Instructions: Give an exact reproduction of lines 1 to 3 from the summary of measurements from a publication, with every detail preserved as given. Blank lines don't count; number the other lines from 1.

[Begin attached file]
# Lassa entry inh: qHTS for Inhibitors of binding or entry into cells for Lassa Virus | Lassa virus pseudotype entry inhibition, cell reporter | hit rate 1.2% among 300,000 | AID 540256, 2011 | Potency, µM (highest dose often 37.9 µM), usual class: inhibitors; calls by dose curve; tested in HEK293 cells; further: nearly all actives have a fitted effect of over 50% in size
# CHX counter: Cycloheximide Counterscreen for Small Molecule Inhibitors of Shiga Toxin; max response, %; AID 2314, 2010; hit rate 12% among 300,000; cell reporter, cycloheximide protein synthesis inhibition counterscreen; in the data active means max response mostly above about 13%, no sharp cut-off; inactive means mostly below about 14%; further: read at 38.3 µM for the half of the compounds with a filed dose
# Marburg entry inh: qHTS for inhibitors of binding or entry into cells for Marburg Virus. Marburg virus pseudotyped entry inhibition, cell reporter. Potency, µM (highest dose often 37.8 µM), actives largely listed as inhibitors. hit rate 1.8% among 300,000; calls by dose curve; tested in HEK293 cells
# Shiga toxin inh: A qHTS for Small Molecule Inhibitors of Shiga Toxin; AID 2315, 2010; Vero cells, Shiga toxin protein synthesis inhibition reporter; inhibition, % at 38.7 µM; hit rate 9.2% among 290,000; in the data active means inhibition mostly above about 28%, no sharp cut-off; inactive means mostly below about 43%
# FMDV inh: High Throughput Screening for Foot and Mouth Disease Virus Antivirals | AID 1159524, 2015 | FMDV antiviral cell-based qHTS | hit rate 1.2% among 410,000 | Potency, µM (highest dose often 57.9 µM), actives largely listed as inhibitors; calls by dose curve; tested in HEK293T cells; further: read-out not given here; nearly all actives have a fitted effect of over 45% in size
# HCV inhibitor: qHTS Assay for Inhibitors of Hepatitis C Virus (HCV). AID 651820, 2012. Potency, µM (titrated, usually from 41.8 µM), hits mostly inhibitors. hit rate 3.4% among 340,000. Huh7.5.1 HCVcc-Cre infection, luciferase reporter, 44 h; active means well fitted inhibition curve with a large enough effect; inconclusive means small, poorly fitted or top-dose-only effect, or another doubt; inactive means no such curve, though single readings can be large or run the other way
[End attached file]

# Lassa entry inh: qHTS for Inhibitors of binding or entry into cells for Lassa Virus | Lassa virus pseudotype entry inhibition, cell reporter | hit rate 1.2% among 300,000 | AID 540256, 2011 | Potency, µM (highest dose often 37.9 µM), usual class: inhibitors; calls by dose curve; tested in HEK293 cells; further: nearly all actives have a fitted effect of over 50% in size
# CHX counter: Cycloheximide Counterscreen for Small Molecule Inhibitors of Shiga Toxin; max response, %; AID 2314, 2010; hit rate 12% among 300,000; cell reporter, cycloheximide protein synthesis inhibition counterscreen; in the data active means max response mostly above about 13%, no sharp cut-off; inactive means mostly below about 14%; further: read at 38.3 µM for the half of the compounds with a filed dose
# Marburg entry inh: qHTS for inhibitors of binding or entry into cells for Marburg Virus. Marburg virus pseudotyped entry inhibition, cell reporter. Potency, µM (highest dose often 37.8 µM), actives largely listed as inhibitors. hit rate 1.8% among 300,000; calls by dose curve; tested in HEK293 cells